Review by Frank Griffith, LondonJazz
Sax Appeal’s latest CD Funkerdeen (the title track inspired by “a long night in funky Aberdeen hotel”) provides a tasty mix of funky sax soul from the dean of this genre, leader and saxist, Derek Nash.
The repertoire includes a wide ranging bevy of post 1970 soul and jazz-derived grooves. There are also a couple of swingers in evidence that lean towards to the boogie blues shuffley end of things. While the leader’s solo work screams and pops throughout, he doesn't hold back from letting his sidemen flourish as well. The hog callin' tenor sax cries of Brandon Allen on Funkerdeen contrast well with the raging and soulful pulsations of Scott Garland’s alto on Draggin' on the Ground.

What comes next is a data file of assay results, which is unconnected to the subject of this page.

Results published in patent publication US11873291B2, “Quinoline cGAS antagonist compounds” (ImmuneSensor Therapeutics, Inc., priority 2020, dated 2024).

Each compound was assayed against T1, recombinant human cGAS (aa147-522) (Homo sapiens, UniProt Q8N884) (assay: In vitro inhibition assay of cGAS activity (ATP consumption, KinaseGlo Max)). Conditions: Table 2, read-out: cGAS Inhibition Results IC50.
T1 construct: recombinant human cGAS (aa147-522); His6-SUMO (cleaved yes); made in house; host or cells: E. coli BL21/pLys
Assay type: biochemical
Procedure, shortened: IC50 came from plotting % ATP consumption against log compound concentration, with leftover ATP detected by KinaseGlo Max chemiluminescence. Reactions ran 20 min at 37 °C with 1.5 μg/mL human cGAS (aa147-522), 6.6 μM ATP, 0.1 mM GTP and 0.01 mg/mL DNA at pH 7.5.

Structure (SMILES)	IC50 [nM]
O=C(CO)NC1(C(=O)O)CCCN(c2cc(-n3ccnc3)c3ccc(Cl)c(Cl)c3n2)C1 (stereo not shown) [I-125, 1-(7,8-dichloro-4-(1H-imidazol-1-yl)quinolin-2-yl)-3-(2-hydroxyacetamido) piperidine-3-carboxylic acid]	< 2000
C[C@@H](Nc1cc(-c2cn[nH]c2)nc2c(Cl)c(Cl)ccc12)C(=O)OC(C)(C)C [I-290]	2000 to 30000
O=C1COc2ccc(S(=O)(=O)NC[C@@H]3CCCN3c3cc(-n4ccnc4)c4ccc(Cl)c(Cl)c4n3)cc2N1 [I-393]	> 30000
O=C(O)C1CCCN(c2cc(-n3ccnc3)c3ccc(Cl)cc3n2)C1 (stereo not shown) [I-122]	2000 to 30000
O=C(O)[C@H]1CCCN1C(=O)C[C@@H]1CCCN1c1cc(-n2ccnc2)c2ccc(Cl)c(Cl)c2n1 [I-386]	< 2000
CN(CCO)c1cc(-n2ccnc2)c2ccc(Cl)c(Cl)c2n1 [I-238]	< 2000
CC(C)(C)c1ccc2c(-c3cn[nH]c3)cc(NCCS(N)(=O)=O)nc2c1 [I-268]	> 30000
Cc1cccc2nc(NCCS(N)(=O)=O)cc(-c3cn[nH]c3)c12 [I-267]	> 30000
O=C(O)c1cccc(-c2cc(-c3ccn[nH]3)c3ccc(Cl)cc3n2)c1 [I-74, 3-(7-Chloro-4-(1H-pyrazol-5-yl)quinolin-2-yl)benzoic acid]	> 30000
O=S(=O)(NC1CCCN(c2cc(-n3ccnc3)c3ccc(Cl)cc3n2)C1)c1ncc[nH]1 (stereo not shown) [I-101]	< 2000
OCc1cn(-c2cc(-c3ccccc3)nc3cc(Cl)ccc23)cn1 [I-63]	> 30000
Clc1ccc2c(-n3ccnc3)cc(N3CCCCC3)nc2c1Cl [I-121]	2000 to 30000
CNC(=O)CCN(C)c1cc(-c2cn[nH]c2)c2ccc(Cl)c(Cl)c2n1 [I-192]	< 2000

Tenor man Simon Allen’s cool but funky improvisations score highly along with drummer Mike Bradley’s polyrhythmic finesse on his solo break on Voodoo Rex.
Bari boys, Bob McKay and guest Appealer Alan Barnes, blow up a storm on Blue For You. Bob’s sinewy melodicisms effectively contrast the blustery boptimisms of Barnesy in a good old fashioned battle of the bari good. Just as a side note, McKay has often credited fellow West Country lad, John Surman as a major influence as both of the Cornwall-bred multi-octavists have gone to great lengths to extend the natural range of the instrument, a musical ladder which they in turn have inspired and motivated many up-and-coming baritonists to climb.
A snappy cameo from boogie woogster and longtime Nash employer, pianist, Jools Holland sprinkles a welcome dollop of ex-Treme grit to the proceedings on Sticky Finger Boogie.
To resume, just a super duper sesh celebrating the joys of saxys to the maxys. Celebrating their 35th year above ground, Sax Appeal must be doing something right as the fruits from this most recent offering clearly prove.